More women than ever are joining the financial services industry in 2022, yet they are struggling to progress up to higher levels in the industry. Only 1 in 5 C-Suite executives in asset management are women, despite the fact that there are similar numbers of men and women in entry-level positions. This leaky pipeline up the power chain continues to leak valuable talent out of the industry due to a continued lack of focused support for women in financial workspaces.
After attending a panel about women in finance and noticing that almost all the people in the room were women, Sheryl Hickerson, founder and CEO of Females & Finance, was inspired to create her own session at the Riskalyze Fearless Investing Summit promoting women in wealthtech. The twist? The panel was all men.
Hickerson believes that getting men in on the conversation and gaining their support is the only way to move gender equity in the industry forwards, so she invited David Wood, Founder and Chief Visionary Officer of Gateway Financial Partners, Scott Heinila, Regional Director of the Producers Choice and Craig Iskowitz, Founder and CEO of Ezra Group, to Females and Finance’s first “manel.” The group discussed the current state of gender disparity in the industry, their experiences supporting women in their own companies, and the most important changes the industry needs to make to move forwards.
Starting A Men’s Initiative
Every company has a ‘women’s initiative’ of some sort, but not many provide a clear effort towards bringing men into the conversation on gender disparity in the workplace. To fill this gap, Hickerson’s organization decided to start a Male Allies Network– or MAN Initiative. All the men on the ‘Where Are All The Men?’ panel are members of MAN and were referred by a woman in the organization. While more men are getting involved in addressing gender equity, there is much more work to be done. “We’re only going to get better if we include men in the trajectory of change versus segmenting them out,” she concluded, “We get further faster with them than without them.”
Hickerson described a conversation she had with Dr. Preston Cherry, the Director of Financial Planning at the University of Wisconsin Green Bay, where they discussed the best way to create working groups focused on the obstacles minorities and women face in the industry. Dr. Cherry suggested that while he understands why people have the urge to separate out to solve their problems, he argued it’s better not to allow people to self-select themselves out, but rather provide a space for them to come together as a group and make things happen. As men are often the major stakeholders in the industry, Hickerson pointed out, it’s hard to make any progress without their support.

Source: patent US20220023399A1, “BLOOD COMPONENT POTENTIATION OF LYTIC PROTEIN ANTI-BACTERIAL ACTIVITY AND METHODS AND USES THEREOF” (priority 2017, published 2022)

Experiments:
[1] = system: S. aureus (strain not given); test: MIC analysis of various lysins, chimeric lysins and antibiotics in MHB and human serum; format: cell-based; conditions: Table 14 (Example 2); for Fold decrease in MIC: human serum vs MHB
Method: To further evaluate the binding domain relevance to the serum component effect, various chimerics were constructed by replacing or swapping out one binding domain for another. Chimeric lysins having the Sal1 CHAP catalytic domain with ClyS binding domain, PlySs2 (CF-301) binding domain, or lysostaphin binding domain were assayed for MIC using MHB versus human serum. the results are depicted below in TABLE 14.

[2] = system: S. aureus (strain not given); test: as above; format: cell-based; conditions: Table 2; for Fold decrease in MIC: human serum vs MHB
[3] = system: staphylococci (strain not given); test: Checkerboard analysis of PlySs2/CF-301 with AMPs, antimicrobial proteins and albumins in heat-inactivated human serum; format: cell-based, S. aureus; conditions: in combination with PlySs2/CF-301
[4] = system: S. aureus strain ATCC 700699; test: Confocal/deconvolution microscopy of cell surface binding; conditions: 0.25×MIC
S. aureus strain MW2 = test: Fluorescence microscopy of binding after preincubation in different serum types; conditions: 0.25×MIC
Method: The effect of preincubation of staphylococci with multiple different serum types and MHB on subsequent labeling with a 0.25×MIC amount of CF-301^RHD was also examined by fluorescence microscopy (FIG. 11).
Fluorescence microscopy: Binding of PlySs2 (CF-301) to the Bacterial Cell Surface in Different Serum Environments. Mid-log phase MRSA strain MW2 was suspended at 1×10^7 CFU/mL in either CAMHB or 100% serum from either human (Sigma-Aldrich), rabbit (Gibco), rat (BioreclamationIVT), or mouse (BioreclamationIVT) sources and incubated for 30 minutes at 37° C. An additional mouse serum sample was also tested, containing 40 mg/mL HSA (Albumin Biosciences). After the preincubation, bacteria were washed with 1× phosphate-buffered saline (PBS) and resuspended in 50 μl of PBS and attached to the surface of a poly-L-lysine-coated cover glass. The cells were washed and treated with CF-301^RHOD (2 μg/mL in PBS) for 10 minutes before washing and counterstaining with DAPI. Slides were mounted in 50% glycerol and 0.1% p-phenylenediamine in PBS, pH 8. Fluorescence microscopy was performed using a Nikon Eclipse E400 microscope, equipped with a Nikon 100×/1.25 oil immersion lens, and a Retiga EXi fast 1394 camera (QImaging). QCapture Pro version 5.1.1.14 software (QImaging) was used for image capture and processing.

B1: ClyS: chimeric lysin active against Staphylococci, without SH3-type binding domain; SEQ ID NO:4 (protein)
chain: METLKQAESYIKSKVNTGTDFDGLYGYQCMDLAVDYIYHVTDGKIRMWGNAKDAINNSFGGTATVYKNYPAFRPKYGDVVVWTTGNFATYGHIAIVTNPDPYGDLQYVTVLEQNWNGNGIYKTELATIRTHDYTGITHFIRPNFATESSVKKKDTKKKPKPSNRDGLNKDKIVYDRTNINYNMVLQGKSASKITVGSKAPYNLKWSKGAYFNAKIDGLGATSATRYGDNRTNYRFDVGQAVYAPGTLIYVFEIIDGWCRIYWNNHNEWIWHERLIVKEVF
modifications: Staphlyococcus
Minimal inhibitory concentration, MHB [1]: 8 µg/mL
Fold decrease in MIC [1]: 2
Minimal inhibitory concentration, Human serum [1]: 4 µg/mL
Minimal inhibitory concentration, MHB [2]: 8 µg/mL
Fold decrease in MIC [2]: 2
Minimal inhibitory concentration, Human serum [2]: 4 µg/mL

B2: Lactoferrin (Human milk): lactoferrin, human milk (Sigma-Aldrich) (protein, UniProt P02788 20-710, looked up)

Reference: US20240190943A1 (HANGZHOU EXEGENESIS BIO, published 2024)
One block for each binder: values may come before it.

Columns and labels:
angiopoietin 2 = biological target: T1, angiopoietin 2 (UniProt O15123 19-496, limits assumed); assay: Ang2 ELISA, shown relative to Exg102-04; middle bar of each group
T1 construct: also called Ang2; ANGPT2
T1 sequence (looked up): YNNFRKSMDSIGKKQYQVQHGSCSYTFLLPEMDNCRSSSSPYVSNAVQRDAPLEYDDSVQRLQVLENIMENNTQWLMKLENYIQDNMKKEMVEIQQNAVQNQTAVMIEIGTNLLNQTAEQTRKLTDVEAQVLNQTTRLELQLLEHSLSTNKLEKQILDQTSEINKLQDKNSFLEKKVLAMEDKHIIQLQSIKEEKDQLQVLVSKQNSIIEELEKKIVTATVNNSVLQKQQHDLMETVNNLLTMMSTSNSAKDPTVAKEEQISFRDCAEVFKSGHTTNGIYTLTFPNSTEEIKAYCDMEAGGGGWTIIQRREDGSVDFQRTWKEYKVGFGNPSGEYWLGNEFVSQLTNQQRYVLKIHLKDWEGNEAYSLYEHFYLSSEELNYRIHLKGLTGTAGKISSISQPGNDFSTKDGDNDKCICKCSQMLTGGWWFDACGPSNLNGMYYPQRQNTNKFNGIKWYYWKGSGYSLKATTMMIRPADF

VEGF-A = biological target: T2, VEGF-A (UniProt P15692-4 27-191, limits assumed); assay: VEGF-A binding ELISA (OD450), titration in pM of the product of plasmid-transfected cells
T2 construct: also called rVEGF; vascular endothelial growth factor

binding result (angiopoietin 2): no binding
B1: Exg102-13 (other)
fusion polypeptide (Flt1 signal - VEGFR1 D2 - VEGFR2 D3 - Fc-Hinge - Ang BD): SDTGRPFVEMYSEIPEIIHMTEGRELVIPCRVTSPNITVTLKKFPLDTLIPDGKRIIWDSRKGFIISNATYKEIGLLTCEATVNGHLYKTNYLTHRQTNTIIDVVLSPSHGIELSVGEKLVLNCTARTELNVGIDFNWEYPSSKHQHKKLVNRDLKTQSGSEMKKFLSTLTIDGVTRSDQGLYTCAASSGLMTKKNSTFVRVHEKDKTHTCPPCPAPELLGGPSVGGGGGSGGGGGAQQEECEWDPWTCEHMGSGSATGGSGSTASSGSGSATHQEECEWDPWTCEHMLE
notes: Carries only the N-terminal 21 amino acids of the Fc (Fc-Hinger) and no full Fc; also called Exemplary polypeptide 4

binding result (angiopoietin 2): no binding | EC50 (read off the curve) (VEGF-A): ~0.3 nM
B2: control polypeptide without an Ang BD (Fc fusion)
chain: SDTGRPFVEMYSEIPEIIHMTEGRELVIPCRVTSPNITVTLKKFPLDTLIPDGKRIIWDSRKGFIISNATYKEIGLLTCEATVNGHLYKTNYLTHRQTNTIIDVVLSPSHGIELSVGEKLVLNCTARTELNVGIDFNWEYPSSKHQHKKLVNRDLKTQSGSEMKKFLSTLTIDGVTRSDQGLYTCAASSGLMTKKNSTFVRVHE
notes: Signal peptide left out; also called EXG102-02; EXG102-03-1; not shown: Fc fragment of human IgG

Put Your Money Where Your Mouth Is
While there is a lot of talk about changing hiring protocols to diversify company demographics, this is only the start. Hiring more women is a diversity requirement, Iskowitz argued, but they must be sponsored to help them grow so they don’t stagnate and leave the industry. He recalled a conversation with Christina Townsend, Head of Platform Strategy at Pershing, where she explained that, “women are over-mentored but under-sponsored. A mentor is just a nice relationship, but a sponsor is the one who’s going to move the needle for you.” While women are being hired at an entry level into financial services at a similar rate to men, their representation falls off at every point in the corporate pipeline. Only 8.2% of CEOs in the Fortune 500 are women, while 64% of C-Suite executives across the board are white men.
Iskowitz advised having a plan to help all members of your company grow, but creating more in-depth plans for women to counteract the additional biases and barriers they face. He argued that women are taught from a young age not to take risks and to avoid failure therefore one of the best ways to support them is by building a company culture that encourages employees to try new things and doesn’t punish people for mistakes. “Encourage them, ask them what they learned from the failure, and focus on improvement,” Iskowitz concluded.
Hickerson expanded on the roles that mentorship can take, telling an anecdote of a time she was asked by a junior employee to fetch the lunches for a board meeting. Her mentor immediately stepped in, telling the employee that he was in the wrong and insisting that Sheryl’s job description doesn’t include taking care of grown men. Having outspoken allies set rules and boundaries can be a big support for women more than advice alone.
Moving Up The Support Scale
This kind of support would be considered ‘advocate’ support on the Ally Continuum Heinila and Hickerson illustrated to the audience. The scale starts at ‘aware’, with someone having general knowledge around the issues another group faces, and moves to ‘active’ where they are starting to make changes in their own behavior and becoming more proactive in their education. The top ‘advocate’ level is reached by going out of your way and working to create systemic change for the benefit of the other group.